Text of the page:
26. 26. The distobuccal is third in size. Its general contour is such that it joins the mesiolingual pulp horn as slight elevation and separates a central pit and a distal pit corresponding to occlusal outline of the tooth in this area. Destolingual pulp horn is smallest and shortest and extends only slightly above the occlusal level. Root canals : There are three pulp canals corresponding to the three roots. These leave the floor of the chamber at the mesiobuccal and distobuccal corners and from the lingual area. The root canals follow the general contour of the roots. MAXILLARY PRIMARY INCISOR Pulp cavity : The pulp cavity confirms to the general outside surface of the tooth. The pulp chamber has three slight projection MANDIBULAR FIRST PRIMARY MOLAR Pulp chamber : The pulp chamber viewed from the occlusal is rhomboidal shape and closely follows the contour of the surface of crown. It has four pulpal horns. Mesiobuccal pulpal horn is the largest and occupies a considerable part of the pulp chamber. It is rounded and connects with the mesiolingual pulpal horn in a high ridge making the mesial area especially vulnerable to mechanical exposure. Distobuccal pulp horn is second in area but lacks the height of the mesial horn. Mesiolingual pulp horn because of the contour of the pulp chamber lies slightly mesial to corresponding cusp. Although it is third in size it is second in height. MAXILLARY PRIMARY CUSPID Pulp cavity : The pulp cavity conforms to the general surface contour of the tooth. There is a central pulpal horn projecting incisally considerably further that the remainder of the pulp. Because of the greater length of the distal surface this horn is larger than the mesial projection. There is very little demaseation between the pulp chamber and the canal. Roots : The root of maxillary cuspid is long thick in diameter and slightly flattened on its mesial and distal surfaces. The root is tapering however there is a slight increase in diameter as it progresses from the cervical margin. The apex of the tooth is rounded. The distolingual pulp horn is smallest. It is more pointed than the buccal horns and small compared to other three pulp horns. Roots / canals : There are three pulp canals. A mesiobuccal and mesiolingual are confluent and leave the chamber widened buccolingually in the form of a ribbon. The two pulp canals soon separate to form a buccal and lingual which gradually taper to apical foramen. Distal pulp canal projects in ribbon fashion from the floor of the chamber in the distal aspect. This canal is wide buccolingaully and may be constricted in center reflecting the outside contour of the root. MANDIBULAR SECOND MOLAR Pulp cavity : The pulp cavity is made up of a chamber and three canals. The pulp chamber has five pulp horns.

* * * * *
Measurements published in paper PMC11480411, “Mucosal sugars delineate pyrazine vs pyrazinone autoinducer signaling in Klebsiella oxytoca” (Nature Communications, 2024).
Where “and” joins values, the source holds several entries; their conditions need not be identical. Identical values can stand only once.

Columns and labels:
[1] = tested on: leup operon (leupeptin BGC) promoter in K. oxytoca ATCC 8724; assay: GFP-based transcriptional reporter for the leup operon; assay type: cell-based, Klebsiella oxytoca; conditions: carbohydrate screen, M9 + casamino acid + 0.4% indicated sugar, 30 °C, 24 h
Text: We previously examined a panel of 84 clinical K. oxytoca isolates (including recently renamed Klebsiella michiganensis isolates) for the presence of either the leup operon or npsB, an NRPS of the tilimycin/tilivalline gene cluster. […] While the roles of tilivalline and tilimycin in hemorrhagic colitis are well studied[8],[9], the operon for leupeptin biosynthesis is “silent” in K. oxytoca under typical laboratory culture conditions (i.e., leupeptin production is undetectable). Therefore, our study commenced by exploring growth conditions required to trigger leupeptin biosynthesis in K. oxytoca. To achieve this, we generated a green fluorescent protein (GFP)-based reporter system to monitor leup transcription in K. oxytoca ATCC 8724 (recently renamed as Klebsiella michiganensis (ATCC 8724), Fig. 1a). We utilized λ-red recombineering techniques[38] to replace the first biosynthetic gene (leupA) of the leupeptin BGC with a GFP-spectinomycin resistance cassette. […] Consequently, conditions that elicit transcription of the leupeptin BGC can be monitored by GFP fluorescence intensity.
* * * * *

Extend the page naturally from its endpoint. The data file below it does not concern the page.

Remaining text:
27. 27. Corresponding to five cusps. The roof of the chamber being extremely concave towards the apices. Mesiobuccal and mesiolingual pulpal horns are largest. Mesiolingual pulpal horns slightly less pointed but of same height. These horns are connected by a higher ridge of pulpal tissue that is found connecting the distal horns of the pulp. Distobuccal pulp horn is not as large as the mesiobuccal pulpal horn but somewhat larger than either distolingual or distal horn. Distal pulpal horn is the shortest and smallest occupies a position distal to distobuccal horn and its distal inclination carries the apex distal to distolingual horn. Roots : The two mesial pulp canals are confluent as they leave the floor of the pulp chamber through a common orifice that is wide buccolingually but narrow mesiodistally. The root of the lateral incisor is longer and also tapers towards the apex. MANDIBULAR PRIMARY CUSPID : Pulp cavity : The pulp chamber follows the external contour of the tooth being approximately as wide mesiodistally as labiolingually there is no differentiation between chamber and canal. Roots / canals : The root is single with a broader labial than lingual diameter. The mesial and distal surfaces are slightly flattened. The root tapers Aa a rather pointed apex. The canal soon divides into a larger mesiobuccal and a smaller mesiolingual canal. The distal canal is somewhat constricted in the center. All three canals taper as they approach the apical foramen. MANDIBULAR PRIMARY INCISOR Pulp cavity : The pulp cavity conforms to the general surface contour of the tooth. The pulp chamber is widest mesiodistally at the roof of the chamber. Labiolingually the chamber is widest at the ungulum. There is a definite demarcation between the pulp chamber and canal in central incisor which is not present in lateral incisor. Roots / canals : The root of the central incisor is only slightly flattened on its mesial and distal aspects and tapers towards the apex. VARIATIONS TO NORMAL PULPAL STRUCTURE AND ITS SIGNIFICANCE Factors 1) Physiological 2) Developmental 3) Pathological Physiological :